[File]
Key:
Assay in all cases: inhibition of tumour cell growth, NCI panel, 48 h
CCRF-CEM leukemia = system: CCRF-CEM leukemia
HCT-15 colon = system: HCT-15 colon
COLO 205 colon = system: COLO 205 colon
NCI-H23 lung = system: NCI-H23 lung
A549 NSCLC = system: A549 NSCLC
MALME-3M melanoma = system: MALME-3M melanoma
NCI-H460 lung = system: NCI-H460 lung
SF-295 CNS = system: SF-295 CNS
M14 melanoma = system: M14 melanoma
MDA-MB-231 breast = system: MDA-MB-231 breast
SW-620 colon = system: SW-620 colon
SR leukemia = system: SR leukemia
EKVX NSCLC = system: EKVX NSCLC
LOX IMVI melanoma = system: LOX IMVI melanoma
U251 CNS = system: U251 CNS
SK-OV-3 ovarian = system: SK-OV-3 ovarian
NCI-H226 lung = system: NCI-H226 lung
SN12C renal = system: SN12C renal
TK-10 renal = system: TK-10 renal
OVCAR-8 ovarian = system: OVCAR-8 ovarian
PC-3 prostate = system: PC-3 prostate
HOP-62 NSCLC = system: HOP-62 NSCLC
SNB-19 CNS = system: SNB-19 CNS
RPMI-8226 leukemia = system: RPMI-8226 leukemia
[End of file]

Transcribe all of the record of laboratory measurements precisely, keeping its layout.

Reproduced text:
Key:
Assay in all cases: inhibition of tumour cell growth, NCI panel, 48 h
CCRF-CEM leukemia = system: CCRF-CEM leukemia
HCT-15 colon = system: HCT-15 colon
COLO 205 colon = system: COLO 205 colon
NCI-H23 lung = system: NCI-H23 lung
A549 NSCLC = system: A549 NSCLC
MALME-3M melanoma = system: MALME-3M melanoma
NCI-H460 lung = system: NCI-H460 lung
SF-295 CNS = system: SF-295 CNS
M14 melanoma = system: M14 melanoma
MDA-MB-231 breast = system: MDA-MB-231 breast
SW-620 colon = system: SW-620 colon
SR leukemia = system: SR leukemia
EKVX NSCLC = system: EKVX NSCLC
LOX IMVI melanoma = system: LOX IMVI melanoma
U251 CNS = system: U251 CNS
SK-OV-3 ovarian = system: SK-OV-3 ovarian
NCI-H226 lung = system: NCI-H226 lung
SN12C renal = system: SN12C renal
TK-10 renal = system: TK-10 renal
OVCAR-8 ovarian = system: OVCAR-8 ovarian
PC-3 prostate = system: PC-3 prostate
HOP-62 NSCLC = system: HOP-62 NSCLC
SNB-19 CNS = system: SNB-19 CNS
RPMI-8226 leukemia = system: RPMI-8226 leukemia